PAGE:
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Hands Free Parenting

I’m on my way back home from the Pransky Professional training. Grateful not to be snowed in at Seatac, and even though I have a sore throat and a headache I am feeling lighter and freer as I leave. My heart feels wide open. I love the impact of listening to people share their personal experience […]

I’m on my way back home from the Pransky Professional training. Grateful not to be snowed in at Seatac, and even though I have a sore throat and a headache I am feeling lighter and freer as I leave. My heart feels wide open.
 
I love the impact of listening to people share their personal experience of truth as a way of pointing to the Truth that is universal and can’t be named. Even though the impersonal and personal can never meet, pointing to the singular in this way has a feeling that goes along with it. It is not conceptual or intellectual. It is an experiential way of looking in the direction of the impersonal that awakens what we know to be true inside of ourselves.
 
Seeing the impact of looking to the universal is profound. It reminded me of the value of working with my clients in this way no matter what their presenting problem or circumstance. Digging into the details, and the thoughts and feelings does not help someone to gain perspective or be more open to fresh thought. Looking at what is universal and generic does. It is automatically settling because we see ourselves as normal and part of the human race. This is so reassuring. And in the relaxing and letting go into our humanity, we naturally experience a deeper connection with our true nature and get the sense that we are not limited to just our humanness. Our formless nature becomes more palpable.
 
During one part of the training, George Pransky was speaking to how he does not care about the details of his clients’ problems. Someone mistook this for a lack of empathy, and then George said he feels the same way about his kids too. There was a chuckle in the group, but George was making the point that the kindness is not in identifying with problems. This strongly resonated with me regarding my own parenting, especially with my girls as teens.
 
I used to be obsessed with the details of my daughters’ problems when they were struggling. The problems looked like they were mine to fix or that my job was to manage my daughters through structure and discipline so they would avoid having problems and getting into trouble.
 
This did not build trust or rapport in our relationship. It had them be less open and go more underground with their behavior. Angus and I had a come to Jesus moment during a family intensive with Erika Bugbee when she pointed out how we were too much in our kids business in a way that was counterproductive to the very qualities we wanted to draw out of them like self-confidence and responsibility.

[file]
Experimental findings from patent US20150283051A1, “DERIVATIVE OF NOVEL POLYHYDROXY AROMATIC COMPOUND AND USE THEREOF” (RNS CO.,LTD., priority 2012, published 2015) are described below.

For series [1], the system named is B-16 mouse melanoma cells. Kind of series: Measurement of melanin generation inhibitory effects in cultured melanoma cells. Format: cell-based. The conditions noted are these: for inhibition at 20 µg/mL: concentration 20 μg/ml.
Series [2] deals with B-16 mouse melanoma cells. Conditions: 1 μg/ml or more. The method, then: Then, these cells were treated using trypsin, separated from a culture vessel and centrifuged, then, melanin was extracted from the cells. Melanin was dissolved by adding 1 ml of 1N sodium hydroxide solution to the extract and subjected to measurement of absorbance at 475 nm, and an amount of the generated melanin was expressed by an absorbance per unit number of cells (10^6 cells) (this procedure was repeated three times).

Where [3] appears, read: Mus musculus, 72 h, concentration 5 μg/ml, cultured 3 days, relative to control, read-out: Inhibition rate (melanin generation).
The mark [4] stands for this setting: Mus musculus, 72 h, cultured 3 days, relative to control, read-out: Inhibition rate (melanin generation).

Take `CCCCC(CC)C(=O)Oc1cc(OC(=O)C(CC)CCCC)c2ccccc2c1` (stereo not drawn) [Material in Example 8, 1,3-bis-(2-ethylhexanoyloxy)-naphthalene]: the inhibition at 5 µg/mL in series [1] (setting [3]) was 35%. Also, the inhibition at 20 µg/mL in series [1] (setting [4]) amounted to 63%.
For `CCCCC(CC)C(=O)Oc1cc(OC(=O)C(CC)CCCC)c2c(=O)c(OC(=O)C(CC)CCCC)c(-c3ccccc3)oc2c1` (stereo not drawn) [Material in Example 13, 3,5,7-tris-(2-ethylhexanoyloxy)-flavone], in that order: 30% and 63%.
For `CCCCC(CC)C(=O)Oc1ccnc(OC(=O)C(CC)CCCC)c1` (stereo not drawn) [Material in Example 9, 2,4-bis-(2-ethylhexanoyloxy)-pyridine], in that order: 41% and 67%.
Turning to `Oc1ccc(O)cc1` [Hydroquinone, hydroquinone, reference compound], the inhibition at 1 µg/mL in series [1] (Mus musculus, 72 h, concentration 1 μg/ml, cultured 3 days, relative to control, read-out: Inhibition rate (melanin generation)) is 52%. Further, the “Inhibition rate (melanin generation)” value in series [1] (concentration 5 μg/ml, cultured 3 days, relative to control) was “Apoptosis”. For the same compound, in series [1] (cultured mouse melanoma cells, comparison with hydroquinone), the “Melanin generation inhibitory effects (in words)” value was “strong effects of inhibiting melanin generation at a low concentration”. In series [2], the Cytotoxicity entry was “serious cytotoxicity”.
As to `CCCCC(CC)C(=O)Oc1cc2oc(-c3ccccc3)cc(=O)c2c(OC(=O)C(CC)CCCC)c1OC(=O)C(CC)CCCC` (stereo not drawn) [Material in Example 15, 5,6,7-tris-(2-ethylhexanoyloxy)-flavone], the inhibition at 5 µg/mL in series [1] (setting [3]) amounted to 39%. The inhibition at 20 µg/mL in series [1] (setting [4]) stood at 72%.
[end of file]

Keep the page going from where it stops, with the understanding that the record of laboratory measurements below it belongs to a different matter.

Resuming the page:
It was then that I genuinely saw the value of not focusing on their troubling behaviors and instead, looking to the universal in them. Rather than focusing on their mistakes and shortcomings, I looked to see their innate intelligence and wisdom. I recognized their capacity to stabilize. I was able to see their insecurity and lack of confidence as passing states of mind and not something to be fixed or for me to worry about. Their weaknesses shrunk down to size as I saw them as a normal part of the human condition and part of their learning curve.
 
The irony of it is that as soon as I zoomed out and saw the resilience in them even with their struggles and frailties, they found their feet more easily. Their capacity to find their own answers came to the fore along with their ability to be in the unknown when they didn’t know.
 
Rather than seeing them as needing to live life in the bubble wrap of my protection, I saw how me letting go was good for them. They felt my confidence in them. Me not taking their problems seriously helped them to recognize their own capacity to figure things out and recognize they have the same capacity we all do to learn, grow, and have fresh ideas.
 
Taking my hands off the controls was the best way I could demonstrate this. Lip service did not work. Saying, “You got this!”, while I micromanaged did not help them wake up to the potential of their inner resources.
 
And what a relief for me. I didn’t realize it, but I had been feeling the weight of needing to do everything right so they would be okay. I felt such freedom to not be on top of them the way I had been. My feelings of warmth, compassion, and empathy naturally increased as I took the pressure off myself.
 
I am not giving a parenting prescription. If you have kids, you are their parenting expert. What I am pointing to is how it worked for me to get out of my kids business and get more interested in seeing the qualities of their true nature that were invisible to me when I was caught up in trying to manage them.
 
Rohini Ross is passionate about helping people wake up to their full potential. She is a transformative coach, leadership consultant, a regular blogger for Thrive Global, and author of the short-read Marriage (The Soul-Centered Series Book 1) available on Amazon. You can get her free ebook Relationships here. Rohini currently has an international coaching and consulting practice based in Los Angeles helping individuals, couples, and professionals embrace all of who they are so they can experience greater levels of well-being, resiliency, and success. She is also the founder of The Soul-Centered Series: Psychology, Spirituality, and the Teachings of Sydney Banks. You can follow Rohini on FacebookTwitter, and Instagram, and watch her Vlogs with her husband. To learn more about her work go to her website, www.rohiniross.com.
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